Volunteer Tim Explores the Southern Maryland Writing Scene.
As a fairly new resident of Southern Maryland (Calvert, Charles, and St. Mary’s counties), I have found myself playing detective in search of local writers’ groups and events. My new habitat, while humming with familiarity, pits a suburb in its infancy against a rural expanse. Families that worked tobacco plantations for hundreds of years live simply in the midst of the naval base’s military presence and the contractors, retail shops, and restaurants that come with it. Mix in young professionals, St. Mary’s College of Maryland grads, and salty dog retirees, and you’ve got yourself a retro Civil War atmosphere lacking in nostalgia. Coupled with the general flatness of the peninsula and sandy shores never too far off, I call it the Florida of Maryland.
And oh, boy, can it ever be lonely! Normal people go to the office and make friends there, following each other to happy hours while writers stew at their makeshift desks, wondering what they are doing with their lives and if anyone else shares their tribulations. Loved ones provide some comfort, but it is a different sort of bond than those forged over the shared calling to write.
So what does a writer do for writerly support save relocate to a big city or an artsy, hipster town? First, Google is your friend, but as I have discovered, the Internet is only a supplement and no replacement for the real world. My local college’s calendar shows a few readings I am excited to attend, for instance, but I have not had success finding local writers’ groups online. Second, then, is to keep your eyes peeled and pointed in the right direction. My local library sports a huge wall of flyers, and while I’m uninterested in all but one of them, that’s the one that makes the difference… Apparently the Maryland Writers’ Association is starting a local chapter with an inaugural meeting coming up; count me in! And flyers at your favorite cafes are not just receptacles for chewing gum… A poetry open mic? In Southern Maryland?! Sounds too good to be true…
My girlfriend and I arrived at the calvART Gallery in Prince Frederick last Friday three margaritas deep thanks to a nearby Salvadoran restaurant and the anxiety-inducing notion that I would participate in my first open mic. calvART is a cozy but well-adorned cooperative gallery located in a strip mall. The Gallery provided a generous helping of Calvert County food and drink from Dream Weaver Cafe (next door), Running Hare Vineyard (also Prince Frederick), and Ruddy Duck beer (twenty miles south in Dowell).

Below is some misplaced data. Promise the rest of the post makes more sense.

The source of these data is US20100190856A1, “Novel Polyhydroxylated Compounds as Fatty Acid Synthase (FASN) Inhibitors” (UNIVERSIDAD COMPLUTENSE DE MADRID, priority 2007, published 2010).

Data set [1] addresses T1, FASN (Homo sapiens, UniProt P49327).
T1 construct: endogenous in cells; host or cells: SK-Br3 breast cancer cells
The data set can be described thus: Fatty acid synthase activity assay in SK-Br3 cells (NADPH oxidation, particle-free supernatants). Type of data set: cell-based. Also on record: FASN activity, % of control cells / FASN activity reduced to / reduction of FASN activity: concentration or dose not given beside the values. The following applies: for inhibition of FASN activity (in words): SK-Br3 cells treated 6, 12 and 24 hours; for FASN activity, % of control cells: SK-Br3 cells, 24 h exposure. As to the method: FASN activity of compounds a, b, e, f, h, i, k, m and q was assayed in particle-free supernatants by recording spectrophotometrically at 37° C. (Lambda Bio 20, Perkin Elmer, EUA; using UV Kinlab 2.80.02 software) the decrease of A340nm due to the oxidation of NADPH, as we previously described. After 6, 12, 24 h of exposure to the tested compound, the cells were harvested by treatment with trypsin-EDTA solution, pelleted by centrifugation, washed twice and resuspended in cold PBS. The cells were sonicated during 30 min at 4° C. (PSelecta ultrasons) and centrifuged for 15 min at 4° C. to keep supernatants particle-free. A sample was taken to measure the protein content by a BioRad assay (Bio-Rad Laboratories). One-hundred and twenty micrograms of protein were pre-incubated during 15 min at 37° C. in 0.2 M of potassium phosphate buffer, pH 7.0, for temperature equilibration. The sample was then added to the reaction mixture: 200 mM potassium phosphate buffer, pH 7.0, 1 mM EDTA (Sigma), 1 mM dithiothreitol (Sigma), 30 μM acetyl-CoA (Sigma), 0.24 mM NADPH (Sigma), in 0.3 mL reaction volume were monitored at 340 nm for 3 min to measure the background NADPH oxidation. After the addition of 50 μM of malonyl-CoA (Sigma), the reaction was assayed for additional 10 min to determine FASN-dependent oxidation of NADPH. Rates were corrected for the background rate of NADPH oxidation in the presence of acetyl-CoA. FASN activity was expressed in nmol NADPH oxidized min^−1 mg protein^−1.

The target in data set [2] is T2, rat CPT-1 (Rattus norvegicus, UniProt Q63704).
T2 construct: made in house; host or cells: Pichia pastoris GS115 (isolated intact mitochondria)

As I chatted with featured poet and local journalist Carol Harvat, the poem I had haphazardly printed and folded earlier that afternoon burned a hole in my pocket hotter than cash ever could. The atmosphere was perfect: a small crowd, completely sated and pleasantly tipsy, an approachable and humble featured poet, the security of a loved one by my side, and a medium-length poem of which I was proud enough. Look out, Southern Maryland!
Once the hosts were sure that no more than the fifteen people present would be attending, the stage was yielded to Carol. She read a lengthy selection of food poems from her as-yet-unpublished collection “Recipes for Life,” which combines the poems with recipes. While most of the poems offered light, enjoyable descriptions of dishes and cooking procedures, the best pushed boundaries and elicited thought and laughter through metaphor, namely by comparing qualities and choices of food to life and men.
The moment of truth arrived. Carol finished and took her seat, and I, the only person on the open mic sign-up sheet, sauntered to the front of the room and unfolded my poem. The white gallery lights intensified, extracting a concentrated sweat from my forehead, but choking never crossed my mind. An epiphany dawned on me as I began to recite my poem: a stranger’s critique could never hurt my whole being. Only poet-Tim performed there on stage, a character that, while intertwined with the depths of my existence, does not equal my existence. In front of a handful of strangers and my girlfriend, who stealthily recorded the event on her iPhone, I was the confident poet who had written the poem. I became the speaker of the poem, merely a conduit through which the printed words transformed into sounds.
With this new experience, open mics are no longer a spectator event for me, and I have a few new local writer acquaintances. I will never hesitate again to perform at an open mic, no matter the crowd, location, or level of inebriation because the poem and poet are the ones who do all the work and face all the criticism, not the whole person. Whether or not you have easy access to small theaters and independent coffee shops, there are sure to be writers scattered throughout your area, looking for that shared connection and outlet that writing itself can only mostly satisfy. With a little luck and a discerning eye, like a wandering insect you, too, will find the gathering at the porch light where you can buzz to your heart’s content.